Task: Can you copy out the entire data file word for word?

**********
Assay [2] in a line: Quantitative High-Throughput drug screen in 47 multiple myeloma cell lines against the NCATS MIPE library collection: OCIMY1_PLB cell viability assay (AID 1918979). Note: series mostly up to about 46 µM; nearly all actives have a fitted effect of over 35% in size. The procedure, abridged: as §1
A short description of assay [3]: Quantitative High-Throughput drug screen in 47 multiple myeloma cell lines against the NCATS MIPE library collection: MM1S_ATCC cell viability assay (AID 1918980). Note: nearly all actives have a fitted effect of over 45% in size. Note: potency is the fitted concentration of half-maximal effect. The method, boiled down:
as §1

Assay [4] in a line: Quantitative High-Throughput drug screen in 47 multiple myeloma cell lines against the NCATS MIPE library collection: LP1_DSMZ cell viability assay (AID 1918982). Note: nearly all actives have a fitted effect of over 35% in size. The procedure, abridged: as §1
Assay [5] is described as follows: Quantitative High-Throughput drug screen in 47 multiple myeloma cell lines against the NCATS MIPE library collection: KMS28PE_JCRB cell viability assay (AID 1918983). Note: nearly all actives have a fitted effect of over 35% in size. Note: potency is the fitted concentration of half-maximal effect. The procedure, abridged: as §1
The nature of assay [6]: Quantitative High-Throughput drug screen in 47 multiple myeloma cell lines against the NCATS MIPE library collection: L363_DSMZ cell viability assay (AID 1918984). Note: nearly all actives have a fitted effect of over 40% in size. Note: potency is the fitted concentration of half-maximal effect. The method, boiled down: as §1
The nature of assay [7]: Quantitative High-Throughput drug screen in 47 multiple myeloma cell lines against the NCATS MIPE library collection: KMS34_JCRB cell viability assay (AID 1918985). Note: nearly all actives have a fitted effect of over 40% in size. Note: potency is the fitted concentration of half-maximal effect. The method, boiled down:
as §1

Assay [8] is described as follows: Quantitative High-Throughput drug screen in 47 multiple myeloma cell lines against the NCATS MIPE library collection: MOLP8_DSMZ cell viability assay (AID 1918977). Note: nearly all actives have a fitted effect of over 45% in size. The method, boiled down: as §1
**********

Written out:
Assay [2] in a line: Quantitative High-Throughput drug screen in 47 multiple myeloma cell lines against the NCATS MIPE library collection: OCIMY1_PLB cell viability assay (AID 1918979). Note: series mostly up to about 46 µM; nearly all actives have a fitted effect of over 35% in size. The procedure, abridged: as §1
A short description of assay [3]: Quantitative High-Throughput drug screen in 47 multiple myeloma cell lines against the NCATS MIPE library collection: MM1S_ATCC cell viability assay (AID 1918980). Note: nearly all actives have a fitted effect of over 45% in size. Note: potency is the fitted concentration of half-maximal effect. The method, boiled down:
as §1

Assay [4] in a line: Quantitative High-Throughput drug screen in 47 multiple myeloma cell lines against the NCATS MIPE library collection: LP1_DSMZ cell viability assay (AID 1918982). Note: nearly all actives have a fitted effect of over 35% in size. The procedure, abridged: as §1
Assay [5] is described as follows: Quantitative High-Throughput drug screen in 47 multiple myeloma cell lines against the NCATS MIPE library collection: KMS28PE_JCRB cell viability assay (AID 1918983). Note: nearly all actives have a fitted effect of over 35% in size. Note: potency is the fitted concentration of half-maximal effect. The procedure, abridged: as §1
The nature of assay [6]: Quantitative High-Throughput drug screen in 47 multiple myeloma cell lines against the NCATS MIPE library collection: L363_DSMZ cell viability assay (AID 1918984). Note: nearly all actives have a fitted effect of over 40% in size. Note: potency is the fitted concentration of half-maximal effect. The method, boiled down: as §1
The nature of assay [7]: Quantitative High-Throughput drug screen in 47 multiple myeloma cell lines against the NCATS MIPE library collection: KMS34_JCRB cell viability assay (AID 1918985). Note: nearly all actives have a fitted effect of over 40% in size. Note: potency is the fitted concentration of half-maximal effect. The method, boiled down:
as §1

Assay [8] is described as follows: Quantitative High-Throughput drug screen in 47 multiple myeloma cell lines against the NCATS MIPE library collection: MOLP8_DSMZ cell viability assay (AID 1918977). Note: nearly all actives have a fitted effect of over 45% in size. The method, boiled down: as §1